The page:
Tel Aviv Museum of Art Opens Exhibition of Collages from 1916 to 2008





Collage is routinely used to describe artistic technique and practice. However, the validity of the present exhibition – which offers the viewer, in an exhibition that does not rely on chronological sequence, a selection of collages ranging from 1916 to 2008, mostly from the Tel Aviv Museum of Art collection – does not lean upon the term's limited functional meaning, but rather on the identification of collage as an utterance: the fundamental, characteristic even, utterance of the 20th century, which is charged with renewed vitality in the 21st century.

The history of collage is not the history of pasting technique. Most versions of this practice grew in a short time span, during 1911-1920, which are also the years of the simultaneous emergence of early Modernism movements. Indeed, changes that later took place in reproduction – from the photographic print screenings and lithography of the 1960s through video work, to digitization, and the present-day sweeping "cut & paste" existence – opened to artists possibilities characterized by less laborious manual work; yet over the years, and especially in contemporary work, it seems that the perceptions, versions and ways of application linked with the practice's early days have lost none of their charm and validity.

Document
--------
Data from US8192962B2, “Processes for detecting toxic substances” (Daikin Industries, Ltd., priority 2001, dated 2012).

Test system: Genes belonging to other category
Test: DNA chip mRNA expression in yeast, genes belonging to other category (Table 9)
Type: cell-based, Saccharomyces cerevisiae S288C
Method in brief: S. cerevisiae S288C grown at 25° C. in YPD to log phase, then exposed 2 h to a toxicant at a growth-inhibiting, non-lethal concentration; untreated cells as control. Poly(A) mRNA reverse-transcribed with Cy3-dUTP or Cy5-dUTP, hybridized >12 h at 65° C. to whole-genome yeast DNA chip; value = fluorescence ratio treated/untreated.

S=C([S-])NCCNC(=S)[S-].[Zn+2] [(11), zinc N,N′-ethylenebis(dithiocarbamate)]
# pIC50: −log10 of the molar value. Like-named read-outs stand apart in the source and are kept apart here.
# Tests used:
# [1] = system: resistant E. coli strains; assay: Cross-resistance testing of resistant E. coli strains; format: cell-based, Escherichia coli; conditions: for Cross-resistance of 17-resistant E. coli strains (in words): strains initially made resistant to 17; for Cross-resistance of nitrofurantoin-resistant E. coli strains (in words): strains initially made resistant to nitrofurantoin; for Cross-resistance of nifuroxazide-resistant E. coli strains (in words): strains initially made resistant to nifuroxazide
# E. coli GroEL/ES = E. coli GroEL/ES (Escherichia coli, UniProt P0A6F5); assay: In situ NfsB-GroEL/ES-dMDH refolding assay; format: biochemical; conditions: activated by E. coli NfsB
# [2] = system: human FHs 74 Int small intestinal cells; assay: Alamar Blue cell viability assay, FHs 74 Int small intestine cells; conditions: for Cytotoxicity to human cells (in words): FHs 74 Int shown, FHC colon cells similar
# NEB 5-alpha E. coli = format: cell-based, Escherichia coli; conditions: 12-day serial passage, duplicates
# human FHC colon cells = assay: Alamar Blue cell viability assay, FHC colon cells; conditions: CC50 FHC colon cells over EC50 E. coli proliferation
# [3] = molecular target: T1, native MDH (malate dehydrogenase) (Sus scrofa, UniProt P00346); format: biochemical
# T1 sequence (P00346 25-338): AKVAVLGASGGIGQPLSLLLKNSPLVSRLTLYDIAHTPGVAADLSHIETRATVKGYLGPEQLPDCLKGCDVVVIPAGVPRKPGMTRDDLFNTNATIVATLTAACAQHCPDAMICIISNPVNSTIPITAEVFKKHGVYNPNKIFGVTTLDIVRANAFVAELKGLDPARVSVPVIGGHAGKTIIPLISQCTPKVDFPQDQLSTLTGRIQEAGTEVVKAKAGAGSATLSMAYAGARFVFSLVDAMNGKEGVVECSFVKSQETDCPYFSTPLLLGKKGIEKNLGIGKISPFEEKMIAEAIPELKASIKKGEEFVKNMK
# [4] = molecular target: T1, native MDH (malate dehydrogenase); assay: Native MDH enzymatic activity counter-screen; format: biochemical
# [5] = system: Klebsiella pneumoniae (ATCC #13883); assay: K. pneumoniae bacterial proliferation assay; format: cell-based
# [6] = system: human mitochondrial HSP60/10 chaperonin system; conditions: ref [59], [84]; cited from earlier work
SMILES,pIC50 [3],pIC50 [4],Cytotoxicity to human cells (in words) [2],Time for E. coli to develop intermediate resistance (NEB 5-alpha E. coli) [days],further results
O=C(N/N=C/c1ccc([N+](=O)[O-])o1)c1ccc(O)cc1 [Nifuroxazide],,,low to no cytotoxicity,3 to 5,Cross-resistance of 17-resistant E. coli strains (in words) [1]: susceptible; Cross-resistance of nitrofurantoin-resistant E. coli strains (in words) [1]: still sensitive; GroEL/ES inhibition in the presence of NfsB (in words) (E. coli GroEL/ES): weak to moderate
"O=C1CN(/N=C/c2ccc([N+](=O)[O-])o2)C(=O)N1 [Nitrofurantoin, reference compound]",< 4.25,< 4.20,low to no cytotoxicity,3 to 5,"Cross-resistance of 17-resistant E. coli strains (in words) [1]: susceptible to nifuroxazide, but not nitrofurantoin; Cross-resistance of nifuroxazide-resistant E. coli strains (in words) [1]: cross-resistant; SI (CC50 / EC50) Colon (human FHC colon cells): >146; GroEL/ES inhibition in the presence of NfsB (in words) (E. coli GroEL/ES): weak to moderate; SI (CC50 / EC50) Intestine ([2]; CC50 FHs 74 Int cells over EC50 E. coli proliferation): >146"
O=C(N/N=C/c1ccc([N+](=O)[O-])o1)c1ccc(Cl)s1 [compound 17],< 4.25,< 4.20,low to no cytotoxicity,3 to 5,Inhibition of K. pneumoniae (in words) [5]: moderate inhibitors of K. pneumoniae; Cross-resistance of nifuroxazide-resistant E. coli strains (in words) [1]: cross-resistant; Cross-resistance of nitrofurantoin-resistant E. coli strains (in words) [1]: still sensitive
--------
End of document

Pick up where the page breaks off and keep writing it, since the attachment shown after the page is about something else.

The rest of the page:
What is it, then, which even today makes collage so different, so enthralling? What is it that makes it appear so suitable of our time? Does it have any immanent, marked quality? And is it this single, specific quality that both enables its perception as the characteristic utterance of modernist avant-garde and constructs its considerable attraction today?..



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